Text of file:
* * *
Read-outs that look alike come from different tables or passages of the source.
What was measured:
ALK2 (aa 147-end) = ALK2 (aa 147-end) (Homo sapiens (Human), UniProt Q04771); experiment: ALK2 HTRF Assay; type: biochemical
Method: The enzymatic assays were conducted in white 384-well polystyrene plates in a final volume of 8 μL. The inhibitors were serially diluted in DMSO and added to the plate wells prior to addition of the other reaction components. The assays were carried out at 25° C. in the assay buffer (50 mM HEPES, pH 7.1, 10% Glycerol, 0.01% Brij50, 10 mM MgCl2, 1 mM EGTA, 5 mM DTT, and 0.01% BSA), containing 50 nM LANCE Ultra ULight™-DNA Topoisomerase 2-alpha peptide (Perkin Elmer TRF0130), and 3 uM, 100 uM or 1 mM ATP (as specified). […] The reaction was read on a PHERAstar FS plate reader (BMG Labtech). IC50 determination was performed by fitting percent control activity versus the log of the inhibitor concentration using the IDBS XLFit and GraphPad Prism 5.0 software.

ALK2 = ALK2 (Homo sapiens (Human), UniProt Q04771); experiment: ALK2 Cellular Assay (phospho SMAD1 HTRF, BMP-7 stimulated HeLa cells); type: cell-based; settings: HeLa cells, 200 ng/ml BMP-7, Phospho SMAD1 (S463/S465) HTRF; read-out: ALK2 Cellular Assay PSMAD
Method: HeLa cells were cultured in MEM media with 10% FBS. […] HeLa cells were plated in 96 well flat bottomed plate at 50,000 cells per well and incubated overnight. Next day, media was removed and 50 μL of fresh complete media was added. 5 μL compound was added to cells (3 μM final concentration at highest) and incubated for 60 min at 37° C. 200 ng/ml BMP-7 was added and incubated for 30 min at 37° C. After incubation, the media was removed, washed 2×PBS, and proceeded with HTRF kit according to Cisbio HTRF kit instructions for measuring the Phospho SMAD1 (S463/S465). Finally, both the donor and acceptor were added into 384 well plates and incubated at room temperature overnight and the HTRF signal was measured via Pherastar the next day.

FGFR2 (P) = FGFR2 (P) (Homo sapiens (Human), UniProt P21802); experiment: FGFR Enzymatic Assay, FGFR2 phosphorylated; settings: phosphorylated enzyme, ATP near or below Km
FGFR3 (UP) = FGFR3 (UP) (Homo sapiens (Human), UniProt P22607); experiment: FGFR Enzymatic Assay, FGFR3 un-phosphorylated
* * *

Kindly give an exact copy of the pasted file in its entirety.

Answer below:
Read-outs that look alike come from different tables or passages of the source.
What was measured:
ALK2 (aa 147-end) = ALK2 (aa 147-end) (Homo sapiens (Human), UniProt Q04771); experiment: ALK2 HTRF Assay; type: biochemical
Method: The enzymatic assays were conducted in white 384-well polystyrene plates in a final volume of 8 μL. The inhibitors were serially diluted in DMSO and added to the plate wells prior to addition of the other reaction components. The assays were carried out at 25° C. in the assay buffer (50 mM HEPES, pH 7.1, 10% Glycerol, 0.01% Brij50, 10 mM MgCl2, 1 mM EGTA, 5 mM DTT, and 0.01% BSA), containing 50 nM LANCE Ultra ULight™-DNA Topoisomerase 2-alpha peptide (Perkin Elmer TRF0130), and 3 uM, 100 uM or 1 mM ATP (as specified). […] The reaction was read on a PHERAstar FS plate reader (BMG Labtech). IC50 determination was performed by fitting percent control activity versus the log of the inhibitor concentration using the IDBS XLFit and GraphPad Prism 5.0 software.

ALK2 = ALK2 (Homo sapiens (Human), UniProt Q04771); experiment: ALK2 Cellular Assay (phospho SMAD1 HTRF, BMP-7 stimulated HeLa cells); type: cell-based; settings: HeLa cells, 200 ng/ml BMP-7, Phospho SMAD1 (S463/S465) HTRF; read-out: ALK2 Cellular Assay PSMAD
Method: HeLa cells were cultured in MEM media with 10% FBS. […] HeLa cells were plated in 96 well flat bottomed plate at 50,000 cells per well and incubated overnight. Next day, media was removed and 50 μL of fresh complete media was added. 5 μL compound was added to cells (3 μM final concentration at highest) and incubated for 60 min at 37° C. 200 ng/ml BMP-7 was added and incubated for 30 min at 37° C. After incubation, the media was removed, washed 2×PBS, and proceeded with HTRF kit according to Cisbio HTRF kit instructions for measuring the Phospho SMAD1 (S463/S465). Finally, both the donor and acceptor were added into 384 well plates and incubated at room temperature overnight and the HTRF signal was measured via Pherastar the next day.

FGFR2 (P) = FGFR2 (P) (Homo sapiens (Human), UniProt P21802); experiment: FGFR Enzymatic Assay, FGFR2 phosphorylated; settings: phosphorylated enzyme, ATP near or below Km
FGFR3 (UP) = FGFR3 (UP) (Homo sapiens (Human), UniProt P22607); experiment: FGFR Enzymatic Assay, FGFR3 un-phosphorylated